followed by the Bhakti movement popularized by Hindu saints, who created a mental and
religious stir among people culminating in Sankaracharya's Advaita,in the 9th century.
Long before the advent of Aryans, people of ancient Kerala
followed Dravidian practices, which were not based on any particular religious philosophy.
They worshipped totem gods and innumerable spirits inhabiting rivers, trees, hills, etc.
There were local deities guarding the borders of villages and demons that caused
diseases. They propitiated them by offering food to the accompaniment of music and
While the people were thus following Dravidian practices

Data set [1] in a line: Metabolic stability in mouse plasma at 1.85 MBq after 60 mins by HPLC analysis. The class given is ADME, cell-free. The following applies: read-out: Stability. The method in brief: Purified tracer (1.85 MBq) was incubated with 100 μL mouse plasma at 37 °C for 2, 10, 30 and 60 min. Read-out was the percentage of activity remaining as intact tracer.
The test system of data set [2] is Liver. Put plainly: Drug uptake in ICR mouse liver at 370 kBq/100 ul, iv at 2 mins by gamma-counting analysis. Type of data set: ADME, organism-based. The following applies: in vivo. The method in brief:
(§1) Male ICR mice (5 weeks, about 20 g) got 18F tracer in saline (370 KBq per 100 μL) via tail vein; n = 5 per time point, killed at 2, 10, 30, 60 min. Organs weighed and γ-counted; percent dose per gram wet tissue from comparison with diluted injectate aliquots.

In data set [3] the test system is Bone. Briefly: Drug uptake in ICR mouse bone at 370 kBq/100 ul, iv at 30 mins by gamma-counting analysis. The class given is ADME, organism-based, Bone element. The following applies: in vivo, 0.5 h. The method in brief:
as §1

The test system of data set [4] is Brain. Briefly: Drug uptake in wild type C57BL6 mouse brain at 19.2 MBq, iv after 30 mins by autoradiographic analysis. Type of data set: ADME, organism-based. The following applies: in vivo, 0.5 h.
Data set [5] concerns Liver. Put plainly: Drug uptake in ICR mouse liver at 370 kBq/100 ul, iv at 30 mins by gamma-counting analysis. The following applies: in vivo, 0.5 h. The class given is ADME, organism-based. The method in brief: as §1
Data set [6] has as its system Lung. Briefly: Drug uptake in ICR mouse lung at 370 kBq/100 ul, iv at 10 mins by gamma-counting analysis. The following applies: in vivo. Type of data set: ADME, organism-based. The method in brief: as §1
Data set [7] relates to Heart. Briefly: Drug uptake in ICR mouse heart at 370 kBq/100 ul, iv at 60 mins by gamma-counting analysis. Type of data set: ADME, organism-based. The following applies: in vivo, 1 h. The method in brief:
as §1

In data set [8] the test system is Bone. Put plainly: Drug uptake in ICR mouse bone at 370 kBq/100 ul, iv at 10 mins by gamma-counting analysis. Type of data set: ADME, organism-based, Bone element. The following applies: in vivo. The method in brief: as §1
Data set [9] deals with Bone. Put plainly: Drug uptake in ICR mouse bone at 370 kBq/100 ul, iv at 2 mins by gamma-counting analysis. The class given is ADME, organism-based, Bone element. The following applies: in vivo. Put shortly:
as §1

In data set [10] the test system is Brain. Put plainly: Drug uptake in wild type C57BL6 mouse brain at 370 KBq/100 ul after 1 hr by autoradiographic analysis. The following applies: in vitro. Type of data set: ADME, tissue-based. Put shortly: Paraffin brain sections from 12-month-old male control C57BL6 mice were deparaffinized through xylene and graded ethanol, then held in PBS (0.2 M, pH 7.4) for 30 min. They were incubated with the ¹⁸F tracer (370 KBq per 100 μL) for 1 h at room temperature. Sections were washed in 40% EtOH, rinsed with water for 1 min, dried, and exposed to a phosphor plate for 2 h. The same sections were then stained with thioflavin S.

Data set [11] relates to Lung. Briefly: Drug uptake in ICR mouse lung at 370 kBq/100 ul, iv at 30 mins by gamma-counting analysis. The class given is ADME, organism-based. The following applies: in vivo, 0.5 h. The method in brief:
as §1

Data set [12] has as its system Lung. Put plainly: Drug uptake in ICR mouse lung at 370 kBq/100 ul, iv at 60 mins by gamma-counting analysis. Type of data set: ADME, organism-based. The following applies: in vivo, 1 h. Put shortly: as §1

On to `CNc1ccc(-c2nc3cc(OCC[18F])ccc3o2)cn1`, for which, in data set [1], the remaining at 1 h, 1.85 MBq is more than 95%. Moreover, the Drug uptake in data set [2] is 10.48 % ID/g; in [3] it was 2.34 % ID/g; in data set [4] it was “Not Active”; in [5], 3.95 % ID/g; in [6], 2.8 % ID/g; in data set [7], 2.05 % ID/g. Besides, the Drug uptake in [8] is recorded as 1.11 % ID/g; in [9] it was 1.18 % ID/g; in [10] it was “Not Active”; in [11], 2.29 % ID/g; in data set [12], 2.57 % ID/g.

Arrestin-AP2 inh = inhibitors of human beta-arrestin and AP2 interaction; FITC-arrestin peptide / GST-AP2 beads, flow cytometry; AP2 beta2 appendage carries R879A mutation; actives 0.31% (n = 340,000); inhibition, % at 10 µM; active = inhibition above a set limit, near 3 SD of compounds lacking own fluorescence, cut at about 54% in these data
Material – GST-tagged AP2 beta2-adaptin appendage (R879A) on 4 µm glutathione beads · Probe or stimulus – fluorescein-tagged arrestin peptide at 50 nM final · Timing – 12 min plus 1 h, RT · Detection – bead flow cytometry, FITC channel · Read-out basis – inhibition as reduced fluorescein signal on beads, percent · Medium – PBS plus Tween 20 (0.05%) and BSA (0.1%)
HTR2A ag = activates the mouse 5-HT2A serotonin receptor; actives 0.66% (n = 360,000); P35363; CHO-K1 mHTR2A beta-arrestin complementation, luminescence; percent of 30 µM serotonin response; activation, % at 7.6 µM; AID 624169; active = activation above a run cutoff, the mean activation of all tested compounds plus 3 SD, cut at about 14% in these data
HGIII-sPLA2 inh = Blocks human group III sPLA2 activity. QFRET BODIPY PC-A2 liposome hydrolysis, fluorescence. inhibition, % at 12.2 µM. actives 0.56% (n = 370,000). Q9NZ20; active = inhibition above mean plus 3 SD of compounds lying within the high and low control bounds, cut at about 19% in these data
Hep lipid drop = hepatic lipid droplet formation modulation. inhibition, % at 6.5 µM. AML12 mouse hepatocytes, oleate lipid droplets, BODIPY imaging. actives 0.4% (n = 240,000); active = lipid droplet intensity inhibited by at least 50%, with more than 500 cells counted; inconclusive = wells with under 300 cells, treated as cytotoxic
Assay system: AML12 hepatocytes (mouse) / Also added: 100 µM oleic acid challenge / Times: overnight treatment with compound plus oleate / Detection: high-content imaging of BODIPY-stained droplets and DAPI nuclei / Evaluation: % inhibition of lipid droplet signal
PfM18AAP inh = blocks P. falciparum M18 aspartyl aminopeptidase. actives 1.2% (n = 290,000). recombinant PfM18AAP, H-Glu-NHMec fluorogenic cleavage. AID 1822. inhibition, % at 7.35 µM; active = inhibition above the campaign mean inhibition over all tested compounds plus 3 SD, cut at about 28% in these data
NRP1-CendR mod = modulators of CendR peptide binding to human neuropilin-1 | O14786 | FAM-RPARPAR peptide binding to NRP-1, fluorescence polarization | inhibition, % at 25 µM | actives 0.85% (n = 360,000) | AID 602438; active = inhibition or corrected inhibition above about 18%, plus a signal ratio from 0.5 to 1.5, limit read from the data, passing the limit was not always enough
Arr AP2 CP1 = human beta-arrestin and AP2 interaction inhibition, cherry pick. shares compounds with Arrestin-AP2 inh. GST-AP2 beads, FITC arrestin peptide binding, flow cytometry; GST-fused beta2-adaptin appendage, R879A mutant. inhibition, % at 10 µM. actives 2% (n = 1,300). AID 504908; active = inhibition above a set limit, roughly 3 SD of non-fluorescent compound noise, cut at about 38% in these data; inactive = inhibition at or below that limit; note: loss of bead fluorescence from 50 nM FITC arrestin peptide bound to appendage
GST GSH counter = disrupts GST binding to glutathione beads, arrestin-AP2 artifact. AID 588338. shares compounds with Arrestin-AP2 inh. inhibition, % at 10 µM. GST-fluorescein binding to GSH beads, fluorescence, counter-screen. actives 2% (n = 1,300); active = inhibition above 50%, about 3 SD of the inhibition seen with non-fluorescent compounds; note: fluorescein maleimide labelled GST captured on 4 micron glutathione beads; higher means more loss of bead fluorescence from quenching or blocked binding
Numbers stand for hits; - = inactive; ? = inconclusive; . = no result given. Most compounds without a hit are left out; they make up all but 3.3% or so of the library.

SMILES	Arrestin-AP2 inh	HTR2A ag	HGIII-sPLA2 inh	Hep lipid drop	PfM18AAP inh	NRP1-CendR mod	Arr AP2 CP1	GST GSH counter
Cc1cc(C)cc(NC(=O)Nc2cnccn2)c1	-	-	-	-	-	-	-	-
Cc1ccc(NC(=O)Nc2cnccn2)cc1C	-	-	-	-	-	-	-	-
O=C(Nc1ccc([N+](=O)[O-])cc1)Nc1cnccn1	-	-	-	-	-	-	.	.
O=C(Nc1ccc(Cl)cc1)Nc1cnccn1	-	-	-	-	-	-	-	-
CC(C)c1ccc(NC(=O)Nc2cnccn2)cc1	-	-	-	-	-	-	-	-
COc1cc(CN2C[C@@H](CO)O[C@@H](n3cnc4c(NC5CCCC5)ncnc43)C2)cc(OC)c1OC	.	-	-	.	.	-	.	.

of worship, religions from the North, viz., Jainism, Buddhism and Brahminism entered
Kerala in the centuries prior to the beginning of the Christian era. Though
these religions gradually got converts among the people, the majority still continued to
observe Dravidian practices. It will be interesting to see what impact each of these
religions made on the people and how the Dravidians were ultimately absorbed within the
fold of Hinduism by the incoming Aryans "by a general process of social assimilation
and cultural synthesis."